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Nova Scotia Council Now Permits Small-Scale Parks for Seasonal Dwellings

In a significant move, the Richmond Municipal Council in Nova Scotia (Canada) has unanimously approved amendments to the Isle Madame Municipal Planning Strategy and Land Use Bylaw, paving the way for the establishment of small-scale campgrounds and the use of recreational vehicles as seasonal dwellings. 

This decision, made during the council’s regular monthly meeting following a public hearing in Arichat, marks a notable shift in the region’s approach to outdoor recreation and housing, a report from 989 FXM highlighted.

The amendments were prompted by a series of complaints received by the Eastern District Planning Commission (EDPC) regarding unpermitted campgrounds around Grand Lake, off Grandique Road. 

In response, EDPC staff conducted site visits in August, identifying six properties with multiple recreational campers. This discovery led to a reevaluation of the existing bylaws concerning campgrounds and recreational vehicles.

Richmond’s Planning Advisory Committee urged the EDPC to distinguish between small private campgrounds and larger commercial ones within the Isle Madame land use bylaw. As a result, certain requirements for recreational vehicles, such as window coverings to reduce light pollution and undercarriage skirting, were removed, simplifying the process for campground development.

The Council has mandated that recreational vehicles used as dwellings must obtain on-site sewage disposal approval from the Department of Environment and Climate Change. 

This move ensures environmental compliance while facilitating the use of recreational vehicles as habitable spaces. The EDPC confirmed that the department is equipped to approve holding tanks, essential for maintaining sanitation standards in these new small-scale campgrounds.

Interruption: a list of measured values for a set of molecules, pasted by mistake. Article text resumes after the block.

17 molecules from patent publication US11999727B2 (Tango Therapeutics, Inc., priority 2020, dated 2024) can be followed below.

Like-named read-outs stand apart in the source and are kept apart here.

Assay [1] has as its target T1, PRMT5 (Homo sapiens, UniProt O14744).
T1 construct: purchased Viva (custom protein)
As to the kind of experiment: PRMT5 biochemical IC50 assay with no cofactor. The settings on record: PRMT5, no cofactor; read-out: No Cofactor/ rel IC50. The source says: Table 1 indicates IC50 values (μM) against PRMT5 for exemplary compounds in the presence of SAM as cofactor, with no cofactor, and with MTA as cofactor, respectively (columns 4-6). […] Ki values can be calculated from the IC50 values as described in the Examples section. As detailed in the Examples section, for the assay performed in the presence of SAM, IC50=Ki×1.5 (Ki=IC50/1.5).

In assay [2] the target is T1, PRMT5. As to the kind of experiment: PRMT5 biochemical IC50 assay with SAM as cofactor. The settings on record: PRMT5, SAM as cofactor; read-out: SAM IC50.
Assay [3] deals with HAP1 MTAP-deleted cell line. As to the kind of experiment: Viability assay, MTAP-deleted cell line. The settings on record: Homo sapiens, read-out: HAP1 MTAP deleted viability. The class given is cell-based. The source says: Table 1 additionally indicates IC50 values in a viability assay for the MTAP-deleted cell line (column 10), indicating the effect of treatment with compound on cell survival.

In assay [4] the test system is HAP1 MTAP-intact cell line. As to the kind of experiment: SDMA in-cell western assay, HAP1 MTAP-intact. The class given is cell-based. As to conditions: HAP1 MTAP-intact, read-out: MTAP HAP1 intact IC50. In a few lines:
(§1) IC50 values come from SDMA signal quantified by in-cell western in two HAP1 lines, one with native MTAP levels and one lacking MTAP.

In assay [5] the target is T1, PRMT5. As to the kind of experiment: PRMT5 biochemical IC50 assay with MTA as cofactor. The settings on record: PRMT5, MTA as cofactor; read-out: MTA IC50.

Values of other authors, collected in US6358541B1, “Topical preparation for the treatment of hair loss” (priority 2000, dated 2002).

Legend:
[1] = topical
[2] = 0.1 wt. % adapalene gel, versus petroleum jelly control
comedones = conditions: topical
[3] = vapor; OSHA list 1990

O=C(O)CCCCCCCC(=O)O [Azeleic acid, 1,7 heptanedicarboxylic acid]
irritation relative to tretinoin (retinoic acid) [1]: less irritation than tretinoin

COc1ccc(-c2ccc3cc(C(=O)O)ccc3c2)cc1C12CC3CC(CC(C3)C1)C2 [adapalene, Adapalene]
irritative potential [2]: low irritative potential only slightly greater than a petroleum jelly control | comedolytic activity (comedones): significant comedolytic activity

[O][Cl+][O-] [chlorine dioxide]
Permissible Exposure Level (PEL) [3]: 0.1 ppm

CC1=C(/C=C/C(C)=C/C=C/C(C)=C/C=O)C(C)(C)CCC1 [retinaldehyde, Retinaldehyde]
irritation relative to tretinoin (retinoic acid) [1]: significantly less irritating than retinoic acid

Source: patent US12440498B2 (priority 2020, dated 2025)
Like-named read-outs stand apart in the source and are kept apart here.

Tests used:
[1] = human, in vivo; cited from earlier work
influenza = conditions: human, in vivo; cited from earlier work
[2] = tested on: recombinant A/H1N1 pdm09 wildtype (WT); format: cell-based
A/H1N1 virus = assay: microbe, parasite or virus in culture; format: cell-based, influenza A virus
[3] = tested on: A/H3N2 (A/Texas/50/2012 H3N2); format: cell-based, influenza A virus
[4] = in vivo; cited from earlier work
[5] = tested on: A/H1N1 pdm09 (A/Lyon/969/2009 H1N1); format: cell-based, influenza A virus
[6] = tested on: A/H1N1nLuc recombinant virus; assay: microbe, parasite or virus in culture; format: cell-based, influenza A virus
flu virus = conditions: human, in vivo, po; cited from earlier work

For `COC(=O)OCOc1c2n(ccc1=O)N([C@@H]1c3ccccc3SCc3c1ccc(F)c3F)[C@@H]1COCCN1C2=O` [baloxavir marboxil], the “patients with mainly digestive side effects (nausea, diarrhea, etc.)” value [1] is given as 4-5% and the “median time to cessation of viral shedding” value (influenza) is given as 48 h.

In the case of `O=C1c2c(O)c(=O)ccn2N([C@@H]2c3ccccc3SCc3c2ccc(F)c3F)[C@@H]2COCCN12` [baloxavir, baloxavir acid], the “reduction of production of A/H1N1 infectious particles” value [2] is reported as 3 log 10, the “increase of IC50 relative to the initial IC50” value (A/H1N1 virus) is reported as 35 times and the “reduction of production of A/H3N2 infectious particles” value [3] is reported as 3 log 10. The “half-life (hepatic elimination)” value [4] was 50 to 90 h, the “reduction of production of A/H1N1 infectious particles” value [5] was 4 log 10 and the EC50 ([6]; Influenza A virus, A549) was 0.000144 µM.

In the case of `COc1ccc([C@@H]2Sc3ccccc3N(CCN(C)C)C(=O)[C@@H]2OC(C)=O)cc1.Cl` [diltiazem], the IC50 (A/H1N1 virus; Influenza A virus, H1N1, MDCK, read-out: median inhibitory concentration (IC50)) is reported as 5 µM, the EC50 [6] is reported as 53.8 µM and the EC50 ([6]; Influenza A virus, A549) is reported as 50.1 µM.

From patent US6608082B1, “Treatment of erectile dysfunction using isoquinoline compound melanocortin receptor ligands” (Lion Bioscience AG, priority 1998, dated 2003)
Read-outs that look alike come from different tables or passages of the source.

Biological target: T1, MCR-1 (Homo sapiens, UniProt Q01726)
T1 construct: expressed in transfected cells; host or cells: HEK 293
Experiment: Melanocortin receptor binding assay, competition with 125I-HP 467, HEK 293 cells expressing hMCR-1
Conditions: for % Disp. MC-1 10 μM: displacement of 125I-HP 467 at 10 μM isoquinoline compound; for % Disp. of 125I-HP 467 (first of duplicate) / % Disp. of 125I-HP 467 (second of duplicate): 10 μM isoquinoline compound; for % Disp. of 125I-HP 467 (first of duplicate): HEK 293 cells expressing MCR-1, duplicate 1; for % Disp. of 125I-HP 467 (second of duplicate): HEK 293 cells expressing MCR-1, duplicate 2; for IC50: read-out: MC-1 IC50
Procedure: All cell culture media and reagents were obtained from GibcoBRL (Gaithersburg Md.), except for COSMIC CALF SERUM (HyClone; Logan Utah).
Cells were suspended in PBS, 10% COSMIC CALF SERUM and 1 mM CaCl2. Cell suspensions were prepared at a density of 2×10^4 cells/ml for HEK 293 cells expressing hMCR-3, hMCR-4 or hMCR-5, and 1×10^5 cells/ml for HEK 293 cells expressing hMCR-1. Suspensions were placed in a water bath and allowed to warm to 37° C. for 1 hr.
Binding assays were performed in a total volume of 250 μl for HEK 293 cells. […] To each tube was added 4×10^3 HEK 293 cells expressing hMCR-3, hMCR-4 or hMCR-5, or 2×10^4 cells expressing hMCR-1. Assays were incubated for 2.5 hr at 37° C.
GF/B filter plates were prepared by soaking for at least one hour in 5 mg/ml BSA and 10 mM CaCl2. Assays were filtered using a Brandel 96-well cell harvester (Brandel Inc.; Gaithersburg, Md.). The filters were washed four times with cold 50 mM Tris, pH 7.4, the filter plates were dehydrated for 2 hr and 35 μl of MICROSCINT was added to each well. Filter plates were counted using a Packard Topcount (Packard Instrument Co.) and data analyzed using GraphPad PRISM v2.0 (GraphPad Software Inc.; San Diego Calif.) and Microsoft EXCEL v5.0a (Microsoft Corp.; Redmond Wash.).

Acknowledging the province’s ongoing housing crisis and the potential for increased recreational opportunities, the Council highlighted the importance of these amendments. They allow residents to establish small campgrounds, primarily for personal use, such as for family and friends. This initiative is expected to boost local tourism and provide alternative housing solutions.

Under the new regulations, small-scale campgrounds, comprising two to five camping units, will be permitted within designated zones. These campgrounds can include various types of recreational vehicles, such as travel trailers, fifth wheel trailers, or park model recreational vehicles, serving as seasonal main or accessory dwellings.

Each recreational vehicle in these campgrounds must be positioned at least 15 feet away from other buildings and recreational vehicles, ensuring safety and privacy for occupants. This spacing requirement is crucial for maintaining an organized and enjoyable camping experience.

For campground and outdoor hospitality operators, these changes offer a new avenue for business development. Small-scale campgrounds represent a growing niche in the outdoor recreation industry, appealing to those seeking a more intimate and personalized camping experience. This development is particularly beneficial for regions like Isle Madame, where tourism plays a significant role in the local economy.

Operators can capitalize on this opportunity by developing small-scale campgrounds that cater to families and small groups. These campgrounds can offer a unique blend of outdoor adventure and comfort, appealing to a broad range of campers, from seasoned enthusiasts to those new to the camping experience.

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Alex Meadow
Alex Meadow
February 22, 2024 9:41 pm

This is amazing news! The Nova Scotia Council’s decision to allow small-scale parks for seasonal dwellings is a game-changer for outdoor enthusiasts and tourism. The use of recreational vehicles as habitable spaces will create unique and sustainable camping experiences in Nova Scotia.

HotZero211
HotZero211
April 17, 2024 6:03 pm

Have you heard? The Richmond Municipal Council in Nova Scotia is now letting small-scale campgrounds and seasonal dwellings happen in Isle Madame! It’s a step towards a more welcoming and eco-friendly approach to outdoor fun and housing. It’s cool to see how these changes can spruce up tourism and give locals more housing options.

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Hi, you might find this article from Modern Campground interesting: Nova Scotia Council Now Permits Small-Scale Parks for Seasonal Dwellings! This is the link: https://moderncampground.com/canada/nova-scotia/nova-scotia-council-now-permits-small-scale-parks-for-seasonal-dwellings/